The “Obvious” of WASM Debugging

While coding with Blazor WASM, it’s easy to get lulled into a false sense of comfort. After all, it’s all C# and .NET, right? Well, not exactly. It’s easy to gloss over that while our code runs on a version of .NET, it’s not the one we know and love. It’s different. From the official documentation:

Blazor WebAssembly (WASM) apps run client-side in the browser on a WebAssembly-based .NET runtime.
Microsoft Docs

And it’s also reflected in the graphic used on the page, with clear iconography indicating your new Blazor WASM app running in the browser.

Well, where does the debugging happen if your app runs standalone in the client? If you answered “on the client!”, then you’d be correct. All WASM code debugging occurs in the client and is typically proxied to your IDE of choice. That means your tools need a constant connection between your integrated development environment and the client app. Being in the client also means we’re not using traditional .NET debuggers but instead relying on the debuggers found in Chrome dev-tools. Keep that in mind.

Let’s investigate how and where this connection can go wrong and help you debug your Blazor WASM standalone apps.

Chromium Web Browsers Are Required

Currently, Blazor WASM debugging only works with Chromium-based browsers.

  • Google Chrome (version 70 or later)
  • Microsoft Edge (version 80 or later).

These browsers have the necessary developer tools to connect and communicate with your development environment. Sorry, Firefox and Safari users. You’ll need Chrome installed.

Missing Launch Settings Fields

Most ASP.NET Core projects will come with a launchSettings.json file. Here we can tell the dotnet process how to run our web host application. However, for Blazor WASM hosts, we need a few more settings than we initially had with a vanilla ASP.NET Core app.

"BlazorWithBackend.Server": {
  "commandName": "Project",
  "dotnetRunMessages": true,
  "launchBrowser": true,
  "inspectUri": "{wsProtocol}://{url.hostname}:{url.port}/_framework/debug/ws-proxy?browser={browserInspectUri}",
  "applicationUrl": "https://localhost:7174;http://localhost:5276",
  "environmentVariables": {

You’ll need an additional inspectUri field and an optional dotnetRunMessages field. The inspectUri field is the endpoint to which the Chromium-based browser will connect via WebSocket. Without this field, no proxy-based debugging is possible.

Missing NuGet Packages

There are two locations where you need to ensure you have NuGet packages installed correctly in your Blazor WASM solution: The client and the server.

The Blazor WASM client project requires you to install two NuGet packages:

  • Microsoft.AspNetCore.Components.WebAssembly
  • Microsoft.AspNetCore.Components.WebAssembly.DevServer

The DevServer package includes the BlazorDebugProxy required to connect the client and IDE. Without this package, you aren’t debugging anything.

The Blazor WASM host, also need the following package of Microsoft.AspNetCore.Components.WebAssembly.Server, which includes the necessary middleware to host your Blazor application.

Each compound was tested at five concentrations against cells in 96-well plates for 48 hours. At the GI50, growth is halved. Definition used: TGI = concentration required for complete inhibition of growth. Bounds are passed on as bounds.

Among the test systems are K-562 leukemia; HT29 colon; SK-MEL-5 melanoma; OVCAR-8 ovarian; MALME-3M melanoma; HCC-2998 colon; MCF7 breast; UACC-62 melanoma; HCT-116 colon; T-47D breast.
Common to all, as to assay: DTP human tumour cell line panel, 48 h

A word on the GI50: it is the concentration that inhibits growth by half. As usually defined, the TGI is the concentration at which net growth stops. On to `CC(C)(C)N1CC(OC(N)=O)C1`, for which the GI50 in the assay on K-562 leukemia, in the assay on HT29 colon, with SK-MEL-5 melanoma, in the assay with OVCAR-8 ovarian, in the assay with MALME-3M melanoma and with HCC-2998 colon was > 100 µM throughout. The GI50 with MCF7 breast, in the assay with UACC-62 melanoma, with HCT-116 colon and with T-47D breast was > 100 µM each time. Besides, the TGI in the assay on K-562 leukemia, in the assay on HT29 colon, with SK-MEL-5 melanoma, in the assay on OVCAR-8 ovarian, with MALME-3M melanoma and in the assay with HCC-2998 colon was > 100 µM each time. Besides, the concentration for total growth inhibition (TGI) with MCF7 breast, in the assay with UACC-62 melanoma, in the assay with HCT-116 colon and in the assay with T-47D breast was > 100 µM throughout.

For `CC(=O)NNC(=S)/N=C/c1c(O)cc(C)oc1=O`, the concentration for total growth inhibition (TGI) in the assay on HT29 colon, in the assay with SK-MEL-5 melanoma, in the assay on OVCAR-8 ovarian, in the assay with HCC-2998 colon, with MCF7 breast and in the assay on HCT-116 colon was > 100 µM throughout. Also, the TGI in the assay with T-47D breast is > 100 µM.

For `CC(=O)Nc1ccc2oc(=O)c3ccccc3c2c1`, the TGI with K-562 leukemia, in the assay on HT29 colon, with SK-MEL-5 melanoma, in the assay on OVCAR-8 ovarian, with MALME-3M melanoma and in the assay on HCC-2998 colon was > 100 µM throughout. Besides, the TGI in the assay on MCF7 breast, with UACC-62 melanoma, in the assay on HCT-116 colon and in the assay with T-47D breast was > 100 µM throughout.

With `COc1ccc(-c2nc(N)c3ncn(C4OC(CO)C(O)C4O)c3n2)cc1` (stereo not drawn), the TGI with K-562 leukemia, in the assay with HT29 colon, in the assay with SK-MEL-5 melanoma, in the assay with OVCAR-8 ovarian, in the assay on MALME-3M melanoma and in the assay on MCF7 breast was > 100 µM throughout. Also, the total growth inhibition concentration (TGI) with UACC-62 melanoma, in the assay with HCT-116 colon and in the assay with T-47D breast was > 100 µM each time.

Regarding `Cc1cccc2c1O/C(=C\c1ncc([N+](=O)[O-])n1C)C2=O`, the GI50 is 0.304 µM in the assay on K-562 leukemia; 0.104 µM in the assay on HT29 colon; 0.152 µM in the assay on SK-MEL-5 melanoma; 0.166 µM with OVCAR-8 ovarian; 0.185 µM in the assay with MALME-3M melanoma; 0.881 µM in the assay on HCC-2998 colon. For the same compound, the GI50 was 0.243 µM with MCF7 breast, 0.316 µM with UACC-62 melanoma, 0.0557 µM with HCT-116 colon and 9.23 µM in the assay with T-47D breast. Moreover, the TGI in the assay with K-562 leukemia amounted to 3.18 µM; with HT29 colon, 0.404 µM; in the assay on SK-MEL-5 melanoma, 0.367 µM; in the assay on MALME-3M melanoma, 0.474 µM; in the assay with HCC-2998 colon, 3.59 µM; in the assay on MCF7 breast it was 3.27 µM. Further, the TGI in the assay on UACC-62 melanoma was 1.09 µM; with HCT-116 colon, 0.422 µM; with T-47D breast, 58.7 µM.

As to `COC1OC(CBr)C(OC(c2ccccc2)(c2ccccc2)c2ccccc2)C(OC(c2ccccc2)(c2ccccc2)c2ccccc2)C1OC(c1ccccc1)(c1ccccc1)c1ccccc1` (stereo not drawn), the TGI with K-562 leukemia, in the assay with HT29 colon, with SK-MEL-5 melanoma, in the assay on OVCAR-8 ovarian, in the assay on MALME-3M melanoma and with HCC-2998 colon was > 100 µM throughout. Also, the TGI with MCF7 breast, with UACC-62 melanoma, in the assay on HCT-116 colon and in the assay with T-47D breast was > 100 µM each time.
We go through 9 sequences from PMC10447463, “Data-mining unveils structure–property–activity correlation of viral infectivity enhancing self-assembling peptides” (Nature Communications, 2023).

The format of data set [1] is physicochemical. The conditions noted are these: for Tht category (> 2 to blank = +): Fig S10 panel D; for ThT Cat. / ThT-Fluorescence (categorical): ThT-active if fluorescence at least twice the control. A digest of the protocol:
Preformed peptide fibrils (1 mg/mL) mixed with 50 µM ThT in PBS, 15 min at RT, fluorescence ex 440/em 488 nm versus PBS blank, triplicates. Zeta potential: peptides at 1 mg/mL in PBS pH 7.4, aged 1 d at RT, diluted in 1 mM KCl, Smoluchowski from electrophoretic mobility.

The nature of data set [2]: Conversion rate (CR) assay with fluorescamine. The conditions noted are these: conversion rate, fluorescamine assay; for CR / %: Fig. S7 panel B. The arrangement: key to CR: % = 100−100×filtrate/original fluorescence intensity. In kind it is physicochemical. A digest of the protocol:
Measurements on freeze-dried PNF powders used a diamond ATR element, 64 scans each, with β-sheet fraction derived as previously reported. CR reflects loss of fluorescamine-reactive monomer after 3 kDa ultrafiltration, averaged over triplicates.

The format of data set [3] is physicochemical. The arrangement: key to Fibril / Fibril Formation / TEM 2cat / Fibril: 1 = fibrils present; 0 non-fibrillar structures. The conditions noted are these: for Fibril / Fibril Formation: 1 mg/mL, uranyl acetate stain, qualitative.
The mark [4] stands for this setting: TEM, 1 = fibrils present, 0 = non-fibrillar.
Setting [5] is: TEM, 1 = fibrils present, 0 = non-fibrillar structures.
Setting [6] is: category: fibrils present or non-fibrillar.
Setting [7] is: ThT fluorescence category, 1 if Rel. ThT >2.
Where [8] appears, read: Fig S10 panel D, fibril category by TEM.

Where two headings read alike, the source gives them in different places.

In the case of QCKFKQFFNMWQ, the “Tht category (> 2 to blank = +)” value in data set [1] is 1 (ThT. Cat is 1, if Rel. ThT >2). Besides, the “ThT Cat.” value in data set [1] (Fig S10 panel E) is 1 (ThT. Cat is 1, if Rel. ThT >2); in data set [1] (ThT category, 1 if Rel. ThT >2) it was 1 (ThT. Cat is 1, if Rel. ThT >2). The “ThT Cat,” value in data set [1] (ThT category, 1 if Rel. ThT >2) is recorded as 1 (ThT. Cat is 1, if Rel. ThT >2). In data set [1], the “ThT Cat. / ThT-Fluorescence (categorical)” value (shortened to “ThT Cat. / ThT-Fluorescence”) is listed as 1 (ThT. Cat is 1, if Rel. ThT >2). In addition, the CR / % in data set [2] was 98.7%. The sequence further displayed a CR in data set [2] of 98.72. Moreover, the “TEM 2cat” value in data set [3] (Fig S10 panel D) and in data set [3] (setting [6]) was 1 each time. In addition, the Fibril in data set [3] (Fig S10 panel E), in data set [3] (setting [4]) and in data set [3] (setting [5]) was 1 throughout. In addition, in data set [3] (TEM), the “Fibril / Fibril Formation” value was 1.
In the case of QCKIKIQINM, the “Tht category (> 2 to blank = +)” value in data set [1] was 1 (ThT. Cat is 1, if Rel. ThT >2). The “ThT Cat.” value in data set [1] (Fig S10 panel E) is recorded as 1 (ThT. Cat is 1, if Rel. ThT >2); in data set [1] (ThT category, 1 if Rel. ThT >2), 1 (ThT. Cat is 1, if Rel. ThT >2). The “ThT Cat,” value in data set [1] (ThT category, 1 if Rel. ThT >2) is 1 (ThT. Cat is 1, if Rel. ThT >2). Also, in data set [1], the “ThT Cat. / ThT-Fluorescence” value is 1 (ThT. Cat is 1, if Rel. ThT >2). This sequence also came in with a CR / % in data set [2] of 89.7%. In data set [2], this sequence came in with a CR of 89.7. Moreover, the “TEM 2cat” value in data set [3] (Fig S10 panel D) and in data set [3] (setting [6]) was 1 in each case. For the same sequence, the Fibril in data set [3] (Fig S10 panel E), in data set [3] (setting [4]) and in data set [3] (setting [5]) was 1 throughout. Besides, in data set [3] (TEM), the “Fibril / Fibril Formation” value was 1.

Misconfiguration of Blazor Middleware

You’ll need several pieces of middleware to get debugging working, specifically the UseWebAssemblyDebugging method call. In addition, the order of middleware registrations requires to be accurately registered. I’ve included a correct sample below from the default templates.

var app = builder.Build();

// Configure the HTTP request pipeline.
if (app.Environment.IsDevelopment())
    // The default HSTS value is 30 days. You may want to change this for production scenarios, see



Enabling The JavaScript Debugger

Remember how I said previously that EVERYTHING HAPPENS IN THE CLIENT? Well, you need to enable the JavaScript debugger in your favorite IDE. Personally, as a JetBrains Rider user, it’s as simple as checking the with JavaScript debugger checkbox found in the run configuration from your server host.

Running the Correct Run Configuration

This tip is specifically for JetBrains Rider users. After enabling the JavaScript debugger, you might accidentally start the JavaScript Debugger run configuration. This allows Rider to connect to an existing running app, but doesn’t start your host application if it is not already started. This might cause your browser to launch and hang on Blazor’s “Loading” screen. If you find yourself waiting longer than you expect, double-check the run configuration you launched.

Global.Json and .NET 6

As of writing this post, some of your IDEs only have support for .NET 6 debugging. If you have any preview versions of .NET installed, you may want to set your global.json file to lock the SDK version to the .NET 6 band.

Restart the Chrome Instance, No The Other One

So when debugging Blazor WASM apps, your IDE might start a brand-new instance of Chrome with different settings. Check your taskbar and dock for multiple instances of Chrome. Locate the one your IDE started and quit and retry the debugging process.

It’s common to see messages saying: “Blazor Wasm Debugging: lockfile exists, connecting to already running browser”. The message means you have the debugging instance of Chrome still running from previous attempts.

Shut it down and try again.

Final Verdict

I hope to give you some suggestions for getting your Blazor WASM client debugging with your favorite IDEs.


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